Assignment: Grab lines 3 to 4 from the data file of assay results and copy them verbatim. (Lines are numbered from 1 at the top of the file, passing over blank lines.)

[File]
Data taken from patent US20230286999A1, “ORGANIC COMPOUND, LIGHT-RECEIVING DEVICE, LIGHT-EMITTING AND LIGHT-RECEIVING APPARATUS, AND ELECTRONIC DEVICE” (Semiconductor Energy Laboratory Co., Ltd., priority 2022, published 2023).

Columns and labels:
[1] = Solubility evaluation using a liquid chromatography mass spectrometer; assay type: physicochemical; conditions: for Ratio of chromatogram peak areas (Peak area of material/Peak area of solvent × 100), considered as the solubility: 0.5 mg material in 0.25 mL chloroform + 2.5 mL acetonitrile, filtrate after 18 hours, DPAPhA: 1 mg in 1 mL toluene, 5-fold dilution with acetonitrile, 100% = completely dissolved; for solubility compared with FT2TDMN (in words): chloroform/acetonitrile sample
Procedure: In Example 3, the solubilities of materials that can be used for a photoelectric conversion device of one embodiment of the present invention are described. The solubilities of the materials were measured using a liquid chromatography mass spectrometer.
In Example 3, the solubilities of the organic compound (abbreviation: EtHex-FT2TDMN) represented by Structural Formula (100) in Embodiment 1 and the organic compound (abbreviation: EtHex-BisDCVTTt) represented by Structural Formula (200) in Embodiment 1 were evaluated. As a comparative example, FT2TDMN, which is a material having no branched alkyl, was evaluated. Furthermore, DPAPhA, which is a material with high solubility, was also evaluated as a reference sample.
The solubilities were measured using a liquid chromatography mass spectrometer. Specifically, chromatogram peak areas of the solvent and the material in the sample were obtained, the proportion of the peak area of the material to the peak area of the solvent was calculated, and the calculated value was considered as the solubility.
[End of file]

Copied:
[1] = Solubility evaluation using a liquid chromatography mass spectrometer; assay type: physicochemical; conditions: for Ratio of chromatogram peak areas (Peak area of material/Peak area of solvent × 100), considered as the solubility: 0.5 mg material in 0.25 mL chloroform + 2.5 mL acetonitrile, filtrate after 18 hours, DPAPhA: 1 mg in 1 mL toluene, 5-fold dilution with acetonitrile, 100% = completely dissolved; for solubility compared with FT2TDMN (in words): chloroform/acetonitrile sample
Procedure: In Example 3, the solubilities of materials that can be used for a photoelectric conversion device of one embodiment of the present invention are described. The solubilities of the materials were measured using a liquid chromatography mass spectrometer.